Amanda Kimmel and I were very close, we even lived together for a while right after she came back from Survivor FvF. We had an awesome apartment on the beach in Venice, CA. I love that you can see the beginning of our friendship documented on Survivor.
My time on Second Chance was so short, but I'm still good friends with Kelly Wigglesworth, and all the people I went on the jury trip with — Shirin, Jeff, Woo, and Monica. I'm actually pretty close to Abi-Maria, believe it or not. Even though we bicker a lot, my relationship with her reminds me a lot of my relationship with my sisters.
Max Dawson is the Jerry to my Elaine, and he's one of my best friends in the world. We tried dating for a hot minute and even though it didn't work out, he still calls me the head wife.
Through the Survivor Game Nights, I host on Twitch, I've been lucky to get to know other Survivors that I've become really close with, including regular players John Carroll, Mama C, Figgy, Erik Reichenbach, Big Wendy, Adam Klein, Stephen Fishbach, Eliza Orlins, Gabby Pascuzzi, and Jenn Brown.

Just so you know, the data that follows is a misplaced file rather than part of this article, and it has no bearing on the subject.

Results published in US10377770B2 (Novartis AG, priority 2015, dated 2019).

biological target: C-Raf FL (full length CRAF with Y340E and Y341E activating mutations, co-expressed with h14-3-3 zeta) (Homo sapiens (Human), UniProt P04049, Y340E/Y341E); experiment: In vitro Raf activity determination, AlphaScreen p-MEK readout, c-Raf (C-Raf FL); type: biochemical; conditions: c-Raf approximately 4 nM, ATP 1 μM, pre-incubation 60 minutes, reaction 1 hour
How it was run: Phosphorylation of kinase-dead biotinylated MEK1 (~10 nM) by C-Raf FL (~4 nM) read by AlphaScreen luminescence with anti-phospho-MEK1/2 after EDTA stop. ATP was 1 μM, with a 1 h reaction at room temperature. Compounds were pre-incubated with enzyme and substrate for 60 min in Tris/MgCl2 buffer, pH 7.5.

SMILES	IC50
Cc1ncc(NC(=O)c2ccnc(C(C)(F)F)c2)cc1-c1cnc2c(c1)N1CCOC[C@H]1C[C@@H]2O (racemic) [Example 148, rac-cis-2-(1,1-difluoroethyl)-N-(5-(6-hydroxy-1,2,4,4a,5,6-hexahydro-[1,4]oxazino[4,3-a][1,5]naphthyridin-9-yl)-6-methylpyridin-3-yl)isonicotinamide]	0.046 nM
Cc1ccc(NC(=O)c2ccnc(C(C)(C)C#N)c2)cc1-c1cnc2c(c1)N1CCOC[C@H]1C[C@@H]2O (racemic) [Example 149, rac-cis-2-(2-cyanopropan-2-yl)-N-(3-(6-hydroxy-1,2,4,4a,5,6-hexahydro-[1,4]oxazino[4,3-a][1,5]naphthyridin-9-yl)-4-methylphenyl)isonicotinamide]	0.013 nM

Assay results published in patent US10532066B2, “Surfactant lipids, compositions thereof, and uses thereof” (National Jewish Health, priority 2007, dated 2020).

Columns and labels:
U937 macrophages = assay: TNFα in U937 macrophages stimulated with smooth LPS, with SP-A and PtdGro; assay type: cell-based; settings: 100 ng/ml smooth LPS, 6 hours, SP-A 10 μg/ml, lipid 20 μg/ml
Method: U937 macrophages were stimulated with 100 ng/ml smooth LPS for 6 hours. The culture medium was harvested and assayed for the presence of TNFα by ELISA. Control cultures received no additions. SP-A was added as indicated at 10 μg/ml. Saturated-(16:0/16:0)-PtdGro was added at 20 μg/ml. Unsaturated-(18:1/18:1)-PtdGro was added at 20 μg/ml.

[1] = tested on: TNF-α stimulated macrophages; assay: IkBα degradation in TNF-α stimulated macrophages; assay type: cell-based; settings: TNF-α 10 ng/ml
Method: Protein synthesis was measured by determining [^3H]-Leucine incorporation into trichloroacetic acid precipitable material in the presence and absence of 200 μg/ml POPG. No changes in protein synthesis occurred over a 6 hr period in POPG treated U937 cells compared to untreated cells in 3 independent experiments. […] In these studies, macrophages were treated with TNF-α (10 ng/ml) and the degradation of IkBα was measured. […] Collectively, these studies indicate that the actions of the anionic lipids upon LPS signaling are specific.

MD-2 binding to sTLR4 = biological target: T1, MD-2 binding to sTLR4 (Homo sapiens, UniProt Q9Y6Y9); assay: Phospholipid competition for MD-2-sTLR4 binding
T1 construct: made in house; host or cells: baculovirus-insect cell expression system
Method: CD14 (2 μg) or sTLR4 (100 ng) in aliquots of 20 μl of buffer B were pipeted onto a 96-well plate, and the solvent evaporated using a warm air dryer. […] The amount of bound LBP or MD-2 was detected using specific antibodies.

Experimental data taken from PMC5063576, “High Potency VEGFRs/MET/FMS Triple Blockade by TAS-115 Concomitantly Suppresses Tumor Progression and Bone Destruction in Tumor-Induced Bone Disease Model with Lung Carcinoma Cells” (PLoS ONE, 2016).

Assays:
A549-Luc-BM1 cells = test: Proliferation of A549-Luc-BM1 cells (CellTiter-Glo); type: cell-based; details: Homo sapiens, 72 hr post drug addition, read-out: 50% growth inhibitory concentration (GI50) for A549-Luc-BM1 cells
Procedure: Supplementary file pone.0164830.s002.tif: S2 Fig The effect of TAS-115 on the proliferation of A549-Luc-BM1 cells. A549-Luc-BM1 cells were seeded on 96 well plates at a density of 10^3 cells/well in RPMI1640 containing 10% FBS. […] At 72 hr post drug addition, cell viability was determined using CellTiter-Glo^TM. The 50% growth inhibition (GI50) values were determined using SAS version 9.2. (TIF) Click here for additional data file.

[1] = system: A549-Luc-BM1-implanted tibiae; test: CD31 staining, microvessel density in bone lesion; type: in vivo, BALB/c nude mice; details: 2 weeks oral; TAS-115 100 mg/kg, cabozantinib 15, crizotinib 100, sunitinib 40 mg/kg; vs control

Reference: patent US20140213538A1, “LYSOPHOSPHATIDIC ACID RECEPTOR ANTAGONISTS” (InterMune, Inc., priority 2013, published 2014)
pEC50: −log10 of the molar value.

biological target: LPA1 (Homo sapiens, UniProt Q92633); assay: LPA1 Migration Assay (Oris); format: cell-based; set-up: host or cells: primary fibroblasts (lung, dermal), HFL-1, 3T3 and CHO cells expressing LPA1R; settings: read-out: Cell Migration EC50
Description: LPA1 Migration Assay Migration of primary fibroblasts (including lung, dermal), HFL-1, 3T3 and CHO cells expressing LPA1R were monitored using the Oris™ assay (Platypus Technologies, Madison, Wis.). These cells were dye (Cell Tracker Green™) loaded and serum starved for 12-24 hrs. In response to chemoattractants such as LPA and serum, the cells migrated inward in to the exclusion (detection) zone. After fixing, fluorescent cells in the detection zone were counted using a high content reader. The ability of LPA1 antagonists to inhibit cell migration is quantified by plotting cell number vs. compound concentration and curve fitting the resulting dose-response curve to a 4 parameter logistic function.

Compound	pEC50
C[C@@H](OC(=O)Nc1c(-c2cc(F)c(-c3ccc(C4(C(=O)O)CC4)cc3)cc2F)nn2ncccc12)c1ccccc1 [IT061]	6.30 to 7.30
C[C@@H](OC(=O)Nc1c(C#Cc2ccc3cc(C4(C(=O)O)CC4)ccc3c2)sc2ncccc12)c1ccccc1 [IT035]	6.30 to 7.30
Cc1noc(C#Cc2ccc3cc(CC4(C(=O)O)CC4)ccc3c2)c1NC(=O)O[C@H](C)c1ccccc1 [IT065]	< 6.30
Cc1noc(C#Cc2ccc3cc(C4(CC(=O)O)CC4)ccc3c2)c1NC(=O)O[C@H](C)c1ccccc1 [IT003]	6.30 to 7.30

Do you still watch Survivor, and, if so, what's your favorite season you were not on and why?
I try to keep up but I'm not really much of a TV or movie person in general. If I have free time, I'm probably gaming, puzzling, or painting. Of the newer seasons, David vs. Goliath is probably my favorite. What a great cast of characters, great drama, and fun relationships.
Who's one player from another Survivor season you wish you could have played with or against and why?
Am I allowed to pick an entire cast? I would have LOVED to play with the entire cast from David vs. Goliath. Something about their dynamic reminded me a bit of my cast from China. Everyone on that cast seemed really down-to-earth and friendly.
If you could make one change to any aspect of Survivor, what would it be and why?
I'd love to see more diversity both on camera and in production. A disproportionate number of Asian players are voted off pre-jury, and I think a large part of that is due to people wanting to align with those who feel "familiar." It's hard enough being a minority in any situation, but especially on a show like Survivor. When everything familiar to you has been stripped away, I think players cling to anything that makes them feel safe and secure, including shared culture and backgrounds. In that sense, minorities are already playing from behind.
I'd also like to see more of the players' relationships and camp life. Missing those old-school vibes!
Finally, would you play again if asked?
I think so. Survivor is the greatest immersive game in the world, and as we all know, I love immersive gaming! I think I've mellowed out a lot. I've learned to work better in a team, and I think being older gives you a different perspective.